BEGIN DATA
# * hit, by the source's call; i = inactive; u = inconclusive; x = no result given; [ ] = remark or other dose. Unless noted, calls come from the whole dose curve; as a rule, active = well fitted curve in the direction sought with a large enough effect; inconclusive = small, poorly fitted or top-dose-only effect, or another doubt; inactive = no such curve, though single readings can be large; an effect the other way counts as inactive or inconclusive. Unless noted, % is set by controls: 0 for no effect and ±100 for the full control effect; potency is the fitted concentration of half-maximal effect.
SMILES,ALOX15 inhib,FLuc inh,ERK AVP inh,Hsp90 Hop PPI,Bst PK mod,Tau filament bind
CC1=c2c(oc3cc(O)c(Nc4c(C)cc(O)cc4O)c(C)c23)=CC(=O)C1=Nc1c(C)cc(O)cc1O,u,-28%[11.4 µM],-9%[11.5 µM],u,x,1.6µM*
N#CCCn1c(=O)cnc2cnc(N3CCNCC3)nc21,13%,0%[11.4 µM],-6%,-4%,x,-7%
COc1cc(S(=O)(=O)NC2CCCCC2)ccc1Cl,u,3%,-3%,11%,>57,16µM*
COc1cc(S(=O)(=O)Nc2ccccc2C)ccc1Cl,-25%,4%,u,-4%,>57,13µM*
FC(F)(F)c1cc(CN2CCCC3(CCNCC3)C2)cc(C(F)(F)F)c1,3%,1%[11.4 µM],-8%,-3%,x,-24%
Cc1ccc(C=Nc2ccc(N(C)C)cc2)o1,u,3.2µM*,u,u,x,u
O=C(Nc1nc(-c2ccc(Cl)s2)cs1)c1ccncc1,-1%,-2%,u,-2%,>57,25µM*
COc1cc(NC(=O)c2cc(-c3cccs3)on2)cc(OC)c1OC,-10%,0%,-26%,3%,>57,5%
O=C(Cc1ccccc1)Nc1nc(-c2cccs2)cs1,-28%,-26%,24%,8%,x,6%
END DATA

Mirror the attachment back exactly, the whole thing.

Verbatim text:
# * hit, by the source's call; i = inactive; u = inconclusive; x = no result given; [ ] = remark or other dose. Unless noted, calls come from the whole dose curve; as a rule, active = well fitted curve in the direction sought with a large enough effect; inconclusive = small, poorly fitted or top-dose-only effect, or another doubt; inactive = no such curve, though single readings can be large; an effect the other way counts as inactive or inconclusive. Unless noted, % is set by controls: 0 for no effect and ±100 for the full control effect; potency is the fitted concentration of half-maximal effect.
SMILES,ALOX15 inhib,FLuc inh,ERK AVP inh,Hsp90 Hop PPI,Bst PK mod,Tau filament bind
CC1=c2c(oc3cc(O)c(Nc4c(C)cc(O)cc4O)c(C)c23)=CC(=O)C1=Nc1c(C)cc(O)cc1O,u,-28%[11.4 µM],-9%[11.5 µM],u,x,1.6µM*
N#CCCn1c(=O)cnc2cnc(N3CCNCC3)nc21,13%,0%[11.4 µM],-6%,-4%,x,-7%
COc1cc(S(=O)(=O)NC2CCCCC2)ccc1Cl,u,3%,-3%,11%,>57,16µM*
COc1cc(S(=O)(=O)Nc2ccccc2C)ccc1Cl,-25%,4%,u,-4%,>57,13µM*
FC(F)(F)c1cc(CN2CCCC3(CCNCC3)C2)cc(C(F)(F)F)c1,3%,1%[11.4 µM],-8%,-3%,x,-24%
Cc1ccc(C=Nc2ccc(N(C)C)cc2)o1,u,3.2µM*,u,u,x,u
O=C(Nc1nc(-c2ccc(Cl)s2)cs1)c1ccncc1,-1%,-2%,u,-2%,>57,25µM*
COc1cc(NC(=O)c2cc(-c3cccs3)on2)cc(OC)c1OC,-10%,0%,-26%,3%,>57,5%
O=C(Cc1ccccc1)Nc1nc(-c2cccs2)cs1,-28%,-26%,24%,8%,x,6%